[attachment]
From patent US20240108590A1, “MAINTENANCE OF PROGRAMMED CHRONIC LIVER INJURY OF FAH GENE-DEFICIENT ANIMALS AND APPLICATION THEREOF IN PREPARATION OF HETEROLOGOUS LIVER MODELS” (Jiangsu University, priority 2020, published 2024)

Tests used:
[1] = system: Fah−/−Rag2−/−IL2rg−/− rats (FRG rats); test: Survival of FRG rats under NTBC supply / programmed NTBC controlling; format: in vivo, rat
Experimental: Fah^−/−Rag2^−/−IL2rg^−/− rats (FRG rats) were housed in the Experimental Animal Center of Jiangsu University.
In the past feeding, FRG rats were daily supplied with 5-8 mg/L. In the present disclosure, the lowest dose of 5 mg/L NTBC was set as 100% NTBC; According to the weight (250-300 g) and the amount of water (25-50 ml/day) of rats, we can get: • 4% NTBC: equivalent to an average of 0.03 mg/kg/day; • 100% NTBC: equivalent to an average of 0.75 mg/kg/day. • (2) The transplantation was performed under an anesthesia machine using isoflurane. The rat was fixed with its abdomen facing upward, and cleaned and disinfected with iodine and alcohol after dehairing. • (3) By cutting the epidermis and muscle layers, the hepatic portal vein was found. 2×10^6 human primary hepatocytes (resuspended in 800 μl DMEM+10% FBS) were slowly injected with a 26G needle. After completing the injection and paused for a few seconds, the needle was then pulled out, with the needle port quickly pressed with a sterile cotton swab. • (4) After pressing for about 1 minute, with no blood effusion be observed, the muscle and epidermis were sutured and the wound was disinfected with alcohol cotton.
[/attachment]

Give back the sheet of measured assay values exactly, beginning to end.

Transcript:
From patent US20240108590A1, “MAINTENANCE OF PROGRAMMED CHRONIC LIVER INJURY OF FAH GENE-DEFICIENT ANIMALS AND APPLICATION THEREOF IN PREPARATION OF HETEROLOGOUS LIVER MODELS” (Jiangsu University, priority 2020, published 2024)

Tests used:
[1] = system: Fah−/−Rag2−/−IL2rg−/− rats (FRG rats); test: Survival of FRG rats under NTBC supply / programmed NTBC controlling; format: in vivo, rat
Experimental: Fah^−/−Rag2^−/−IL2rg^−/− rats (FRG rats) were housed in the Experimental Animal Center of Jiangsu University.
In the past feeding, FRG rats were daily supplied with 5-8 mg/L. In the present disclosure, the lowest dose of 5 mg/L NTBC was set as 100% NTBC; According to the weight (250-300 g) and the amount of water (25-50 ml/day) of rats, we can get: • 4% NTBC: equivalent to an average of 0.03 mg/kg/day; • 100% NTBC: equivalent to an average of 0.75 mg/kg/day. • (2) The transplantation was performed under an anesthesia machine using isoflurane. The rat was fixed with its abdomen facing upward, and cleaned and disinfected with iodine and alcohol after dehairing. • (3) By cutting the epidermis and muscle layers, the hepatic portal vein was found. 2×10^6 human primary hepatocytes (resuspended in 800 μl DMEM+10% FBS) were slowly injected with a 26G needle. After completing the injection and paused for a few seconds, the needle was then pulled out, with the needle port quickly pressed with a sterile cotton swab. • (4) After pressing for about 1 minute, with no blood effusion be observed, the muscle and epidermis were sutured and the wound was disinfected with alcohol cotton.